Tough market, isn’t it? It wasn’t long ago when the day started out positive and got stronger as we headed toward the closing bell, the result of a broad participation rally.
Now we have but a handful of stocks rising smartly and the hope that our markets don’t crumble from weak knees (see chart below). Signs are out there alright, we just have to be cognizant of them and how we choose to play in a different environment.
The markets are all about cycles – oh, wouldn’t we just love a virtuous bull cycle where nobody loses money (unless you are a bear), the land of lollipops, sweet cream and sugar plums. We know of course that is just not reality.
The markets are now entering a period that may limit returns – even for the remainder of the year. Are you prepared to deal with that?
As we know, markets are the great discounting machine. The current market is looking forward about six-eight months in the economy, ironically that is around where the election will fall.
So, with much uncertainty and angst right now it probably mirrors the uncertainty that will be revealed after the November election. If there is one thing markets hate it is uncertainty – and it seems far too premature to crown a winner in the Presidential election.
There are too many issues to be addressed and settled – heck we have polls saying so many different things but in reality we won’t have a clue until November. What if Romney wins? How will that change the course of direction? What if Obama wins re-election?
Is that going to put a hole through the economy, which is just trying to get off the floor from a horrible beating?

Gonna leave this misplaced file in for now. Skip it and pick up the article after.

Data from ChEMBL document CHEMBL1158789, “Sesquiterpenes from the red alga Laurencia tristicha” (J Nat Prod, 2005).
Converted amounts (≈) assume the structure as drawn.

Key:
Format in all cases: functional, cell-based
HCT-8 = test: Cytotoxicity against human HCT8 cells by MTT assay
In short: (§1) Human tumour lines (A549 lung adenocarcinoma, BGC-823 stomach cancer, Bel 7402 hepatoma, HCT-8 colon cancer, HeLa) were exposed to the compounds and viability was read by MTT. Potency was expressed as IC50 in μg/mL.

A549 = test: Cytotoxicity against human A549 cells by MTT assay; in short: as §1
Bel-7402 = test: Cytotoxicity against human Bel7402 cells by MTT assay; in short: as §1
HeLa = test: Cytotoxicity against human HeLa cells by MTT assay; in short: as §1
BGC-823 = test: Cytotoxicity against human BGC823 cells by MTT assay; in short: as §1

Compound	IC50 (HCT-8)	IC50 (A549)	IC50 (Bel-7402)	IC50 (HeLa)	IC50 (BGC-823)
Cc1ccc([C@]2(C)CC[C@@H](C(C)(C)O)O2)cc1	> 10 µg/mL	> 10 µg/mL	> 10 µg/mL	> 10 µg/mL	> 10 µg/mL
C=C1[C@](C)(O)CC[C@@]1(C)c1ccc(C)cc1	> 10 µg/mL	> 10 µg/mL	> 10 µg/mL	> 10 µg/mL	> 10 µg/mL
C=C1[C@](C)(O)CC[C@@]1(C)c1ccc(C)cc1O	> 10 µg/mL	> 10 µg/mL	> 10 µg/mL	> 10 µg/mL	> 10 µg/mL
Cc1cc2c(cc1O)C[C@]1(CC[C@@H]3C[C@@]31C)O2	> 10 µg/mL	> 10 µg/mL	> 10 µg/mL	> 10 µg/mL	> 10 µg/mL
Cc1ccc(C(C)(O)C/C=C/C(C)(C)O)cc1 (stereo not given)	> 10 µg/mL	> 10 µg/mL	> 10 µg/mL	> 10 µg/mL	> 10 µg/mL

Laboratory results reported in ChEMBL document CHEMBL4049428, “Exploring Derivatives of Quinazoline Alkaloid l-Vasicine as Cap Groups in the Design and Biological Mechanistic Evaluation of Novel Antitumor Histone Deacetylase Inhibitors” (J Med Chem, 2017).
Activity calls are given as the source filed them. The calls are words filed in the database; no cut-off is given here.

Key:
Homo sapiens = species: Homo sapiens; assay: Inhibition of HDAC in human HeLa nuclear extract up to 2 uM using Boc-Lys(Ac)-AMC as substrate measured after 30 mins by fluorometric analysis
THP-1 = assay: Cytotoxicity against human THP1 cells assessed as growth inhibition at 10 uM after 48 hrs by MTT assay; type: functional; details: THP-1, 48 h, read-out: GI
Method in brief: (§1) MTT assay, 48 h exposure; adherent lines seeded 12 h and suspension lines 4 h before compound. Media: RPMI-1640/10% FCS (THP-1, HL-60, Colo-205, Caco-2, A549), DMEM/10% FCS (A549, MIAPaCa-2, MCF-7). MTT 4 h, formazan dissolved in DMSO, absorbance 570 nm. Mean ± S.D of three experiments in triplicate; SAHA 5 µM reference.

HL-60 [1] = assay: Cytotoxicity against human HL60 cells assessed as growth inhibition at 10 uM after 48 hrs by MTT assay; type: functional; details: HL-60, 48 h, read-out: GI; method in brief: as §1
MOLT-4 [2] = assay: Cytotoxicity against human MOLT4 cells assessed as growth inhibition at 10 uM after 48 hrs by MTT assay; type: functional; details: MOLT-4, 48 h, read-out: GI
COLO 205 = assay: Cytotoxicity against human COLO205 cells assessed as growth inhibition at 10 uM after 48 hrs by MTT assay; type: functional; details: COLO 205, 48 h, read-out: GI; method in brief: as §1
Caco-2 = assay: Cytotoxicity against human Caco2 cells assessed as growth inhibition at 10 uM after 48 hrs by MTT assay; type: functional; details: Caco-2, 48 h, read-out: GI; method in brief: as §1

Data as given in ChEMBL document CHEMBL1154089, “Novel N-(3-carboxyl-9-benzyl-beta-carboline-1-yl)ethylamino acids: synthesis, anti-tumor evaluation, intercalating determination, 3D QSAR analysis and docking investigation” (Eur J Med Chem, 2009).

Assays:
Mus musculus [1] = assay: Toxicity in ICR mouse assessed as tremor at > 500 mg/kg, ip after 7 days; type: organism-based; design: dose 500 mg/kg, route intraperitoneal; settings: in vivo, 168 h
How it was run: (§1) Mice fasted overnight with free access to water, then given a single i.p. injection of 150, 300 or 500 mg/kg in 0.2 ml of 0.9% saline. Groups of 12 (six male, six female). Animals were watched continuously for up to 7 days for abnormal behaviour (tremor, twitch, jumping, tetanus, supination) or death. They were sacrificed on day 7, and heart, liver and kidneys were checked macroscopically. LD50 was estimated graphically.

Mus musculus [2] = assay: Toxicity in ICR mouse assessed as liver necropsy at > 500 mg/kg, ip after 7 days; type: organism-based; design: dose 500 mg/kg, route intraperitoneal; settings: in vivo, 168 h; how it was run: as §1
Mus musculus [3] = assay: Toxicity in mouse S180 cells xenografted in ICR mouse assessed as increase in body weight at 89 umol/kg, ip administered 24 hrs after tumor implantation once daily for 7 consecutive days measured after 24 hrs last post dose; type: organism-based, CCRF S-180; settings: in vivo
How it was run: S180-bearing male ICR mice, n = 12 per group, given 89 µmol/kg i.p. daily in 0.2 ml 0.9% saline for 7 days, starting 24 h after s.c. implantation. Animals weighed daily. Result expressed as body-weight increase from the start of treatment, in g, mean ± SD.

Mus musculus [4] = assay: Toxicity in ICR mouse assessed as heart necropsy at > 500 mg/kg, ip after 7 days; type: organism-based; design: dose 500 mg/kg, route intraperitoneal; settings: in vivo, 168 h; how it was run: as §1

The Fed has a two day meeting next week and will be followed up by a press conference by Chairman Bernanke. We will likely hear much of the same language and concerns from the past several meetings: the recovery is slow, unemployment is too high, accommodation will remain in place as inflation expectations are at the high end of our preferred range.
They may also talk about the uncertainties in Europe and a potential economic slowdown. While some of the rhetoric out there may be for more stimulus, there will be no QE3 nor any promise of it, rather just a ‘cloud’ overhead to keep everyone wondering (the Bernanke put is alive and well) just in case.
As I’ve said many time the Chairman is a master of psychology. He will supplant whatever it takes to make you feel better – after all, isn’t that what we all want? Won’t investors come forth if they feel there is not much volatility? Won’t companies spend and hire if they can accurately forecast their business future?
I’m a bit concerned about the latest economic data and how it may translate into Q2 GDP performance. Job growth may have started to retreat, industrial production is trending down and perhaps retail sales have peaked for the time being.
High gas prices have only been a complaint so far rather than a stumble for the economy but clearly the US economic engine may not be revving up as we would have hoped. That does not mean we are heading for a recession – far from it unless some outlier event occurs.
While much of the nation is mesmerized by the sensational performance of Apple stock the attention is pulled away from other great stories. Facebook is coming out in a month – the most exciting new issue to hit the scenes in nearly a decade. It’s almost May – and we all know the phrase. Let’s see if there is truth to it this time around.